• Jul 7, 2006
Dodge is the last of the full-size truck producers to indicate its plan of attack concerning the conversion of its diesel engine used in heavy-duty Ram pickups to meet new federal diesel emissions standards that take effect January 1st. Frank Klegon of the Chrysler Group says that heavy-duty diesel Rams sold after January 1st will feature expensive diesel particulate filters and oxides of nitrogen absorber. The two components will reduce the amount of oxides of nitrogen, but will also reduce the engine's performance as it further restricts the flow of exhaust through the exhaust system. The modified engine will be able to run on new Ultra-Low Sulfur diesel fuel that began being produced on June 1st and will available nationwide beginning January 1st.

GM has announced similar modifications for its Duramax diesels that include a new variable geometry turbo and exhaust gas recirculation system. Ford, meanwhile, will be dumping its troubled 6.0L Powerstroke diesel in favor of a new, cleaner 6.4L unit with equally expensive Piezo injectors.

AutoWeek indicates that both Dodge and GM may release new diesel powerplants in the near future since their current units will likely see a performance loss from these modifications.

[Source: AutoWeek]


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    • 1 Second Ago
  • 9 Comments
      • 8 Years Ago
      And the end result of these costly regulations?

      More, not less, smog.

      http://www.heartland.org/Article.cfm?artId=18794
      • 8 Years Ago
      yeah! more diesel
      • 8 Years Ago
      The 6.7 liter Cummins turbodiesel with 305 horsepower and 610 lb-ft of torque, featuring an optional factory-installed diesel exhaust brake, will make it's way down. Maybe if Autoweek and Autoblog did their homework they would have found that out, being that it's going in the Chassis Cab models, 6 speed automatic with autostick is available, 6 speed manual is standard. 5 speed automatic is standard on Gas models.
      • 8 Years Ago
      How many diesel-powered pickups are actually used to haul heavy loads? I see diesels all the time in suburban America, most not hauling anything--and a lot of them just for show. If this is indeed a special-service or 'work' vehicle, then pay the special/work fee and be absolved of the matter.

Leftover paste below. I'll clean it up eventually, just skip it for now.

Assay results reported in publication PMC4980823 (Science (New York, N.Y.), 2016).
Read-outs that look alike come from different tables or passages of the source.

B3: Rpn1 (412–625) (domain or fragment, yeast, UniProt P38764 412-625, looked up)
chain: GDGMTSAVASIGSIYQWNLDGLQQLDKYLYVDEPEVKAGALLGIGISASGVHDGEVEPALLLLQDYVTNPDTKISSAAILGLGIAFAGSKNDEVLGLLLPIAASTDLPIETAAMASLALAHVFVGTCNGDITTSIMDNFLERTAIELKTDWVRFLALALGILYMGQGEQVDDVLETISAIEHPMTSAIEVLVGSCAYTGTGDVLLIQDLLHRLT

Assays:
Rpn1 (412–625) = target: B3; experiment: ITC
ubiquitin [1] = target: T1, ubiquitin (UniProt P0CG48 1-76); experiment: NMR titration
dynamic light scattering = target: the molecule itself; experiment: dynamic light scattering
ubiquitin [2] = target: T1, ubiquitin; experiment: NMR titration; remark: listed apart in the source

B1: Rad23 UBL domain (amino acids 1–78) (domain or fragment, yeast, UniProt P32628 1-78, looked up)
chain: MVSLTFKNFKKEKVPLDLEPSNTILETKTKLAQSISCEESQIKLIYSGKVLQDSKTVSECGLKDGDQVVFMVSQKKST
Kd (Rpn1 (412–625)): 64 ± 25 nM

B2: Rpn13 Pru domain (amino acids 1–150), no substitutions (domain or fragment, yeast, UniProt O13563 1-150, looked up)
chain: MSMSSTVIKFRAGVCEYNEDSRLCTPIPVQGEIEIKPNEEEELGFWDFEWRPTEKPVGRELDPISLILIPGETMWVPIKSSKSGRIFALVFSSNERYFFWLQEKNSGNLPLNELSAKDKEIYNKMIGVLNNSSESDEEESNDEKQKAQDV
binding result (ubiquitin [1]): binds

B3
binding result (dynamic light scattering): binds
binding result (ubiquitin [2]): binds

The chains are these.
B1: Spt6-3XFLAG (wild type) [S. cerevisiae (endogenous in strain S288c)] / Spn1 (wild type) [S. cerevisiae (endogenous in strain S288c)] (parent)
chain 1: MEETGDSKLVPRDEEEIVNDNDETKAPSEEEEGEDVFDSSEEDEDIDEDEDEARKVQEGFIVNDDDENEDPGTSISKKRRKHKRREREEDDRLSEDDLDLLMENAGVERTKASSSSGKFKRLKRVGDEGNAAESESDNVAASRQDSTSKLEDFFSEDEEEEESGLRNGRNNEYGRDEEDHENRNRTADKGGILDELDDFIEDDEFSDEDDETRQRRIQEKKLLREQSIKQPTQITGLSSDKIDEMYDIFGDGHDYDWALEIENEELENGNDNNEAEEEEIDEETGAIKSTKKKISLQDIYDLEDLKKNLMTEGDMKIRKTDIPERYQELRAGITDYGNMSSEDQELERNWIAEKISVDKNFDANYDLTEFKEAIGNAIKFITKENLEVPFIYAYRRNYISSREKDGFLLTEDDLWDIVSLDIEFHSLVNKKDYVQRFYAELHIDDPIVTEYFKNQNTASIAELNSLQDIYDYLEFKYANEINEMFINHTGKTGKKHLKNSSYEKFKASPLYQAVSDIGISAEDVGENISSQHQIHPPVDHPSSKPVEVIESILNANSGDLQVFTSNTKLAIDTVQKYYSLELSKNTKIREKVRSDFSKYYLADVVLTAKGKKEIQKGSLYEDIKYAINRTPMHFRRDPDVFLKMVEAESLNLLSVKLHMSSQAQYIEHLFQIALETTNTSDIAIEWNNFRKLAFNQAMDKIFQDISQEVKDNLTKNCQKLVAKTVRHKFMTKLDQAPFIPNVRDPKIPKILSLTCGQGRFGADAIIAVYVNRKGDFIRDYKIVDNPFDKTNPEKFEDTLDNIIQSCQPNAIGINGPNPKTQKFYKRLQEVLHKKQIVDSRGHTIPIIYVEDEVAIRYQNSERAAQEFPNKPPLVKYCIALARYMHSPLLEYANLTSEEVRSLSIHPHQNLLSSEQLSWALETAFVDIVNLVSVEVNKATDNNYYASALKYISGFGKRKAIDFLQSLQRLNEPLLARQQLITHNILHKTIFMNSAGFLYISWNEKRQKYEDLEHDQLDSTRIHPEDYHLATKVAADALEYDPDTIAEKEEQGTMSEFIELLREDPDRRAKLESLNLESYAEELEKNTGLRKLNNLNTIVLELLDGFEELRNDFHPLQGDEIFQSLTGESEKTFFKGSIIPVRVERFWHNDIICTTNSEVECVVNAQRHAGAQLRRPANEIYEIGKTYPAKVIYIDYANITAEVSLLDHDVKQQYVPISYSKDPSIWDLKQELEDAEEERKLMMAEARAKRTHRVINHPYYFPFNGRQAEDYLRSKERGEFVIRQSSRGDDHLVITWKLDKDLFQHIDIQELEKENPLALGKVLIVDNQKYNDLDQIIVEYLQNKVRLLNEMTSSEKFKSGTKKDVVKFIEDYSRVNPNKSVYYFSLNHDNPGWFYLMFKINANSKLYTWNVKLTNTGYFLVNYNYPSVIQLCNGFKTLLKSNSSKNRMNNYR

• 8 Years Ago
      Yeah.......more diesels with LESS power (due to Uncle Sam)
      • 8 Years Ago
      Does it still use a crappy obsolete 4 speed automatic?
      Is the homebrew Chrysler 68RE 6 speed automatic ready?
      Is the Aisin-Seiki 68RE (for 2500/3500) six speed automatic ready?
      • 8 Years Ago
      Hmmmmm...
      They published a while ago what they were doing with the Chassis Cab- look it up on the Dodge site. They state that they'll be using the Aisin (Warner/Seki???) Auto box or the carry over 6speed.
      For you hot rodders, better buy your '06 models now. Because of the complexity of the pollution controll system, and the fact that its the real bottle neck, '07 model trucks will be nowhere near as tweakable as they are now. But if anyone can make a real case for needing more than 360hp and 650lb-ft of touque, I'll be suprised.
      • 8 Years Ago
      It won't take Banks or some other diesel power developer to find a way to get more power out of them.
      • 8 Years Ago
      #7, no more oil-lobbyist purchased right wing front organization "studies" with 0 factual or peer reviewed scientific rigor.

      No more fake-reporters on the take, mining out of context quotes from real scientists, attempting in vain to manufacture a fake "debate" on a well established facts.

      No more paid placement on Fox talk soaps of sleazy permed talking heads dribbling focus-group-tested industry talking points out of their shiny wet lips.

      That entire heartland.org site is astroturf, astroturf, astroturf. Anti-science, anti-government nutjob talking points, funded by.. anything but those of us from the heartland.